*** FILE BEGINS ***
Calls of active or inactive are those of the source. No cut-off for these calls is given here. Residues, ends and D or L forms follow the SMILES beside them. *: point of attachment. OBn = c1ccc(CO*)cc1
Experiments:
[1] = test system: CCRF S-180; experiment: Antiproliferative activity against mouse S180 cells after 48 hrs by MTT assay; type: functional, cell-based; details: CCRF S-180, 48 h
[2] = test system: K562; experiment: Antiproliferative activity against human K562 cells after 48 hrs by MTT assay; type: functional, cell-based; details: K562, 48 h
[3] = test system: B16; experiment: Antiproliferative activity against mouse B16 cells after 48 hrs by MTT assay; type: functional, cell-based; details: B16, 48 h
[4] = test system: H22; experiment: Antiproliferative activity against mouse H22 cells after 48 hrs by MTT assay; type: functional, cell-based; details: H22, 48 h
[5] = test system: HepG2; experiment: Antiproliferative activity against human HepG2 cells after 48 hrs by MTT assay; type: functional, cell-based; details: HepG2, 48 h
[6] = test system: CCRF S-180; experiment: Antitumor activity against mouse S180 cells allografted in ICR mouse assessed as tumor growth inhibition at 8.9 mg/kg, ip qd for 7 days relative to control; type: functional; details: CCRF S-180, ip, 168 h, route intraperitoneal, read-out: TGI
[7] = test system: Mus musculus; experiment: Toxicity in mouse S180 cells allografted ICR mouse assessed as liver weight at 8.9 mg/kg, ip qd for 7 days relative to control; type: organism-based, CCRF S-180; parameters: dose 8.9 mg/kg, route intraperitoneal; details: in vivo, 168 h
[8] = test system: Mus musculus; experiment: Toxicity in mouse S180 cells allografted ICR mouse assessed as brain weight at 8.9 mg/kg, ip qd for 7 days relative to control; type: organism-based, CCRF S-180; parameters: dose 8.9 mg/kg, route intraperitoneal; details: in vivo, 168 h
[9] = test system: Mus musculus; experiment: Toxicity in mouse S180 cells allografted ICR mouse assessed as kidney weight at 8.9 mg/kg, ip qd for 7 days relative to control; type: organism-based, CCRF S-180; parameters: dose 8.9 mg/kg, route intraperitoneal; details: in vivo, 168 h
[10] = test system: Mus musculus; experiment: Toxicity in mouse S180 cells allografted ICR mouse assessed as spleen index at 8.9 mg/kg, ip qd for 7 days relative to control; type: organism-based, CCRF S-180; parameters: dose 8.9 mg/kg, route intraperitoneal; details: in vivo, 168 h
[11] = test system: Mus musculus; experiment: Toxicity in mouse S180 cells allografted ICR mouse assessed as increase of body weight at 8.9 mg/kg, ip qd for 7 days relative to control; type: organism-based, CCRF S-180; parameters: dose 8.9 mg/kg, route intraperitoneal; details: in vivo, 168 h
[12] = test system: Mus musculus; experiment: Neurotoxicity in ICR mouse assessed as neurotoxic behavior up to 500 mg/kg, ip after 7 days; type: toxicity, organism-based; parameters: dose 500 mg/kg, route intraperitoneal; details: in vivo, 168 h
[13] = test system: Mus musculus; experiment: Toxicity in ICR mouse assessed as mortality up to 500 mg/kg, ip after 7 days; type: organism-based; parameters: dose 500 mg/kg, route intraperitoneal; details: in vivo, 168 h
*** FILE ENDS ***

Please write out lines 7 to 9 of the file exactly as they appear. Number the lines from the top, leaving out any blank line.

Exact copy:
[5] = test system: HepG2; experiment: Antiproliferative activity against human HepG2 cells after 48 hrs by MTT assay; type: functional, cell-based; details: HepG2, 48 h
[6] = test system: CCRF S-180; experiment: Antitumor activity against mouse S180 cells allografted in ICR mouse assessed as tumor growth inhibition at 8.9 mg/kg, ip qd for 7 days relative to control; type: functional; details: CCRF S-180, ip, 168 h, route intraperitoneal, read-out: TGI
[7] = test system: Mus musculus; experiment: Toxicity in mouse S180 cells allografted ICR mouse assessed as liver weight at 8.9 mg/kg, ip qd for 7 days relative to control; type: organism-based, CCRF S-180; parameters: dose 8.9 mg/kg, route intraperitoneal; details: in vivo, 168 h